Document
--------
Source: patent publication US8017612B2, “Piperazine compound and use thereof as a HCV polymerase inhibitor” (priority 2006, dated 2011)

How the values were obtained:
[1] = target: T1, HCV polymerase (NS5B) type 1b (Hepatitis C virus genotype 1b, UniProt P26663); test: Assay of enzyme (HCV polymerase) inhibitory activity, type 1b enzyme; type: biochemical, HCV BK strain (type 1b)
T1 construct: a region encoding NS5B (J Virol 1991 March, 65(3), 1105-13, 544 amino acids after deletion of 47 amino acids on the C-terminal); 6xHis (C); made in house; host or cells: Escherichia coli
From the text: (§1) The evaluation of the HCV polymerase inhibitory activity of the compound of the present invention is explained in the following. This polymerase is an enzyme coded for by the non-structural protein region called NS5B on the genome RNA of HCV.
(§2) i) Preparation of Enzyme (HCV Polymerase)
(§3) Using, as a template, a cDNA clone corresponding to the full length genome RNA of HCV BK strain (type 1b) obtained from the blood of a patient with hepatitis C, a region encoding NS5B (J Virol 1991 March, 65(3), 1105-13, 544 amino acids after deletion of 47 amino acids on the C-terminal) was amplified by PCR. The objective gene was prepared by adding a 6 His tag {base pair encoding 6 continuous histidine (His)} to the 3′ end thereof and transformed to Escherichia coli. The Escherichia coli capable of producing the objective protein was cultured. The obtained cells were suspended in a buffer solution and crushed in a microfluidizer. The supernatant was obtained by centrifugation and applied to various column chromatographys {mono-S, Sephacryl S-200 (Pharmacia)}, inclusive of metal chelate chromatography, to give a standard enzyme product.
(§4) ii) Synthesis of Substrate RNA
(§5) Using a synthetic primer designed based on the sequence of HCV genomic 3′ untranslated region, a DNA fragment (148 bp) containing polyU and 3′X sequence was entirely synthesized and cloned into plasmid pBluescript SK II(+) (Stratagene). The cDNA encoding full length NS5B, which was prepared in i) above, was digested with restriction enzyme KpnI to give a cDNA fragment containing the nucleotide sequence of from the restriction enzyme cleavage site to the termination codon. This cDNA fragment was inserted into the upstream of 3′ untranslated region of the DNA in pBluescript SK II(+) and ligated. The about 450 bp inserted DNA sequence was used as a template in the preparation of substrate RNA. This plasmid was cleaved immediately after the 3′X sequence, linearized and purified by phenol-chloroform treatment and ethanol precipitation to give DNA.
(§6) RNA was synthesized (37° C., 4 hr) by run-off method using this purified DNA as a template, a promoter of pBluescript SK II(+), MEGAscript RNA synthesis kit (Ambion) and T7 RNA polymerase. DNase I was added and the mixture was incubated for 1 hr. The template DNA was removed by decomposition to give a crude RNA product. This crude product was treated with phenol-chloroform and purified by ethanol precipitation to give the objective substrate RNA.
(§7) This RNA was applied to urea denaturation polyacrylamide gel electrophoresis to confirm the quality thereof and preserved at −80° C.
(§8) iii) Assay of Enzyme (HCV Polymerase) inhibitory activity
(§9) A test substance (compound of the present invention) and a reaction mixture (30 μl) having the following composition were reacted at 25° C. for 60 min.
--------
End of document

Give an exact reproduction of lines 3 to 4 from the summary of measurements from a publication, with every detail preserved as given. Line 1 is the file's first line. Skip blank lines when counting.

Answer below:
[1] = target: T1, HCV polymerase (NS5B) type 1b (Hepatitis C virus genotype 1b, UniProt P26663); test: Assay of enzyme (HCV polymerase) inhibitory activity, type 1b enzyme; type: biochemical, HCV BK strain (type 1b)
T1 construct: a region encoding NS5B (J Virol 1991 March, 65(3), 1105-13, 544 amino acids after deletion of 47 amino acids on the C-terminal); 6xHis (C); made in house; host or cells: Escherichia coli